Scientists in Portugal led by Julie Ribot and Bruno Silva-Santos, Universidade de Lisboa, report that a gaggle of specialized T cells hide out in the meninges of the healthy mouse brain, where they support both synaptic plasticity and short-term memory. The cells produce interleukin-17, which stimulates the production of brain-derived neurotrophic growth factor. Published in the October 11 Science Immunology, the data imply that regular communication between the immune and central nervous systems bolster everyday brain function.

  • A specialized subset of γδ T cells lurks in mouse meninges.
  • They bolster synaptic plasticity and short-term memory.
  • The mediator is IL-17, which stimulates production of BDNF.

“This manuscript is fascinating on several levels,” wrote Matthias Nahrendorf, Massachusetts General Hospital, Boston, to Alzforum. “That a T cell subset residing in the meninges can affect short-term memory via cytokine secretion is a new concept and an example of how immune resident cells are important for non-immune functions in the steady state,” Nahrendorf wrote. He was not involved in the research.

Ribot and colleagues focused on a particular type of cell called gamma delta (γδ) T cells, named after their heterodimeric T cell receptors. These sentinels stand guard in epithelial and mucosal tissues, where they serve as a first line of defense against viruses, parasites, cancer cells, and other insults. In addition, these cells have been reported to participate in homeostatic and repair processes, for instance enhancing bone restoration and regulating body temperature (Ono et al., 2016; Kohlgruber et al., 2018). 

Recent reports catalogue a plethora of immune cells in the healthy mouse brain, including dendritic, T, and B (Jul 2017 news). Could γδ T cells be among them, and might they contribute to brain function?

Co-first authors Miguel Ribeiro and Helena Brigas used flow cytometry to analyze the immune cell complement of the meninges of wild-type mice. The brain’s three protective membranes sport a more diverse array of immune cells than its parenchyma. The researchers found a set of γδ T cells that was present from birth and persisted throughout the lifespan. Half of this population produced small amounts of the non-inflammatory cytokine IL-17. They were present regardless of whether the mice had been exposed to triggers, for example bacteria in the gut or pro-inflammatory cytokines known to drive γδ T cell expansion in brain disorders such as experimental autoimmune encephalitis. This suggests the γδ T cell subtype always resides in the meninges, the authors write.

To see if γδ T cells influence behavior, the researchers tested genetic knockouts lacking either γδ T cells or IL-17. Exploratory behavior, motor skills, and anxiety levels all seemed normal. But mice lacking γδ T cells or IL-17, or mice injected intracerebroventricularly with antibodies to IL-17, were unable to remember which arm of a Y-maze they had just explored, suggesting short-term memory took a hit. When trained for a week in the Morris water maze, a test of longer-term spatial memory, all animals performed normally.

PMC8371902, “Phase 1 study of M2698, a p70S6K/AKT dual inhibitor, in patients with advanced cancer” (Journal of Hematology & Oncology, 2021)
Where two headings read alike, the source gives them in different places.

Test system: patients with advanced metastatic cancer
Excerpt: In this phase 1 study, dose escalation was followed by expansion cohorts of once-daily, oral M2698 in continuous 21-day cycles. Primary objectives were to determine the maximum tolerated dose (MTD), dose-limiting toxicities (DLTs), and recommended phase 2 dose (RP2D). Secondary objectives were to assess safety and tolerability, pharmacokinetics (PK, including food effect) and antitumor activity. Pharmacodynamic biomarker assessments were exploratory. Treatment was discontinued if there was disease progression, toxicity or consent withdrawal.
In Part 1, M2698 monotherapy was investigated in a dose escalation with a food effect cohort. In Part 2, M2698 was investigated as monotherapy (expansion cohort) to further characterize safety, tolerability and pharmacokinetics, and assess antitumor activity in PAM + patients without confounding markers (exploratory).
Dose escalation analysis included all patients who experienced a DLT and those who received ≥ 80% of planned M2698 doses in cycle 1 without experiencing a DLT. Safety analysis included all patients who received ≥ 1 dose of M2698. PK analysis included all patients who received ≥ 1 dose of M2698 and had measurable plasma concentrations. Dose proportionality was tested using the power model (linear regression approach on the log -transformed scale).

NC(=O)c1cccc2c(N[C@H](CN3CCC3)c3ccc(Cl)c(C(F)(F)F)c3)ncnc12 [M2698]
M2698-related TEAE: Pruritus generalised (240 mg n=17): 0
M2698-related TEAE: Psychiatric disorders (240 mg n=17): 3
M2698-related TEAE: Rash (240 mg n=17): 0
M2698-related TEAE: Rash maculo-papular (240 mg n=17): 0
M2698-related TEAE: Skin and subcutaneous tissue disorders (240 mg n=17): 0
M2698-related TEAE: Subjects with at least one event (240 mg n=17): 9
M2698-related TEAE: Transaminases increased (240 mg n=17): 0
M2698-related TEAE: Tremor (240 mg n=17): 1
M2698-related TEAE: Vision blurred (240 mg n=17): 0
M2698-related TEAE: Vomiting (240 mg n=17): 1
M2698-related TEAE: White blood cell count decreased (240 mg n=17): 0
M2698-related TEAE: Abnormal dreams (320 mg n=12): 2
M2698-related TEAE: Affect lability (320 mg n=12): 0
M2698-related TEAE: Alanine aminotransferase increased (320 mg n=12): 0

To probe what might possibly explain a selective effect on short-term memory, the scientists analyzed hippocampal slices from the IL-17 knockouts. If the mice had undergone no training just before the hippocampus was excised, long-term potentiation looked normal. Just after a session in the Y-maze, however, long-term potentiation was impaired. LTP was partially restored if slices were preincubated with IL-17. In animals that were trained for a week in the Morris water maze, LTP also appeared normal. Ribot hypothesizes that IL-17 is required to promote LTP only after a short-term memory task, while other mechanisms contribute during long-term tasks.

How might IL-17 boost LTP? Cytokines are known to modulate expression of brain-derived neurotrophic factor (BDNF), which regulates synaptic plasticity (for a review, see Lu et al., 2013). To see if IL-17 worked through BDNF, the authors measured the trophin in the hippocampi of IL-17 knockouts. BDNF levels dropped by 30 percent after training in the Y-maze and, as before, the animals poorly distinguished the novel arm of the maze. Intracerebroventricular injections of BDNF rescued this short-term memory deficit in mice deficient in IL-17 or γδ T cells. Incubating hippocampal slices from IL-17 knockouts with BDNF also restored LTP.

The results suggest that γδ T cells in the meninges might help regulate short-term memory by releasing IL-17, which in turn stimulates production of BDNF from brain cells. The results align with a previous report that meningeal T cell-derived IL-4 supports normal learning and memory in mice (Derecki et al., 2010). Likewise, IL-13 from a different subset of T cells has been found necessary for normal performance in the Morris water maze (Brombacher et al., 2017). 

The authors do not know yet which cells produce BDNF in response to IL-17. Microglia, astrocytes, certain neurons, pericytes, and endothelial cells are all candidates. It is also unclear where these T cells are located in the meninges, how they are recruited, or how IL-17 regulates BDNF levels. “Unraveling these connections may improve our understanding of this emerging field of neuroimmunology, and may provide new opportunities for the manipulation of meningeal spaces in order to benefit healthy and diseased brain,” Jonathan Kipnis and Kalil Alves De Lima, University of Virginia, Charlottesville, wrote to Alzforum.